The following Practice Compliance guidance note provides comprehensive and up to date legal information covering:
From 1 November 2015, the separate business rules changed fundamentally in an attempt to level the playing field between alternative business structure (ABS) firms and solicitor-owned firms.
This includes fundamental changes to:
which legal services can be provided via a non Solicitors Regulation Authority(SRA)-regulated separate business—pretty much anything apart from immigration and reserved legal activities
the type of services you can offer from your SRA-regulated practice—a variety of non-legal services have been added, eg accountancy services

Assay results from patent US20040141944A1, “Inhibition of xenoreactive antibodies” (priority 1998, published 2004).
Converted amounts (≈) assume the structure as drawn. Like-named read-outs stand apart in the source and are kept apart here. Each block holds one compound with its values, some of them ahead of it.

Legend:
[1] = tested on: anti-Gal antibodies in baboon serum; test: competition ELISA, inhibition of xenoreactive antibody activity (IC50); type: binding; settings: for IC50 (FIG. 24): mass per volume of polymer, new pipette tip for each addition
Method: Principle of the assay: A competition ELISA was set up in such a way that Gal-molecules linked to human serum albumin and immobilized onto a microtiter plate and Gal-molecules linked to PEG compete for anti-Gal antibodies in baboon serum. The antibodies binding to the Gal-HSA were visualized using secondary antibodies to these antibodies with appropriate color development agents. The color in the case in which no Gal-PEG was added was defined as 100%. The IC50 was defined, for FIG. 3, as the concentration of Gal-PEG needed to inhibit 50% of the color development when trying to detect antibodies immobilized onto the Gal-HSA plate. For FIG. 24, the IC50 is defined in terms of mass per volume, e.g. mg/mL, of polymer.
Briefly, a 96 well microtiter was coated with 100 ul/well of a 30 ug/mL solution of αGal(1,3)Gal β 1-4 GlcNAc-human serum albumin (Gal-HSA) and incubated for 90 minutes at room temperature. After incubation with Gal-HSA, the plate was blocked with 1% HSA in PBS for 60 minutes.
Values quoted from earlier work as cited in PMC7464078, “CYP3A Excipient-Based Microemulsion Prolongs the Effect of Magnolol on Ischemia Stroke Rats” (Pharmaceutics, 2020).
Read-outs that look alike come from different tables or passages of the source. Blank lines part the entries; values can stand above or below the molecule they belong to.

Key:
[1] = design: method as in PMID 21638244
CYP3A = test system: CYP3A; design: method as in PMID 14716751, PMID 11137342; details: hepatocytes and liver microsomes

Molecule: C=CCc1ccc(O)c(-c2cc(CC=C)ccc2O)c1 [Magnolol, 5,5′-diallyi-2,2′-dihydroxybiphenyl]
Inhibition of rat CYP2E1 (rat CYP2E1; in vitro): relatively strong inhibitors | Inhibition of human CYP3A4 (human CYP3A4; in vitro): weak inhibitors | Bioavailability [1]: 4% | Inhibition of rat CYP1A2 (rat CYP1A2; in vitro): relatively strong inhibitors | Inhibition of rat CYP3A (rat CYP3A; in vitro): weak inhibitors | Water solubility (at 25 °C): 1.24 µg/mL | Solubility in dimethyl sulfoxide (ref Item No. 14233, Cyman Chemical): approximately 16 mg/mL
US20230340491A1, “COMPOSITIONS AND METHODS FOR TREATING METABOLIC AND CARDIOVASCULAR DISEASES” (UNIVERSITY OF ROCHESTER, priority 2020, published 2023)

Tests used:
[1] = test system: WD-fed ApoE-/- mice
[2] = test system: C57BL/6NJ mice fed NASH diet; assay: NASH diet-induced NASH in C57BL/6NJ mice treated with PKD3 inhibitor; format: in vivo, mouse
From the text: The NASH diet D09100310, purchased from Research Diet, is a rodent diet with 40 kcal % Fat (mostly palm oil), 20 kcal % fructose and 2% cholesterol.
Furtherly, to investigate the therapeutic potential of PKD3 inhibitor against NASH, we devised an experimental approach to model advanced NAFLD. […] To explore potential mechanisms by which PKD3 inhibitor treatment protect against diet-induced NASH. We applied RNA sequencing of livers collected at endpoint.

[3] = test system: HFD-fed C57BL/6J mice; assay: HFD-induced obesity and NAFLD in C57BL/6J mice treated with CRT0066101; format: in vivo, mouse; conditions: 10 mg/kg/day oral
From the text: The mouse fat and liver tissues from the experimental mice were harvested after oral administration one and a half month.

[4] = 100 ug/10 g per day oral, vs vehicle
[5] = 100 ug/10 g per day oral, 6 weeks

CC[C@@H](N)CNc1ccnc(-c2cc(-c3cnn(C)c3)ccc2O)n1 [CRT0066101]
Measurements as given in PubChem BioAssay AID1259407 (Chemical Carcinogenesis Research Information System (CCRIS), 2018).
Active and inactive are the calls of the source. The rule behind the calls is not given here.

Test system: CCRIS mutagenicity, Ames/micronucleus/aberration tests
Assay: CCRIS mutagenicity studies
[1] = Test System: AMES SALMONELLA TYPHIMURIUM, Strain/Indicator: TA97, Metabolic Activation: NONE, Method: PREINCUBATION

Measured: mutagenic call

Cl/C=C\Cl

Chapter 12 of the SRA Code of Conduct must be read in conjunction with SRA Ethics guidance—the separate business rule (SBR), 21 October 2015, which includes a number of sample scenarios, which have been consolidated in Practice Note: Separate businesses: SRA examples.
Any reference in this Practice Note to solicitors includes registered European lawyers.
A separate business means a business which:
you own, are owned by, actively participate in or are connected with, and
authorised by the SRA or another approved regulator
an in-house practice or permitted overseas practice
The definition applies wherever the business is situated and it will therefore catch a non-UK separate business (which is not an SRA-permitted overseas practice).
Most parts of the SRA definition are themselves defined in the SRA glossary, notably 'own', 'owned by', 'actively participate in' and 'connected
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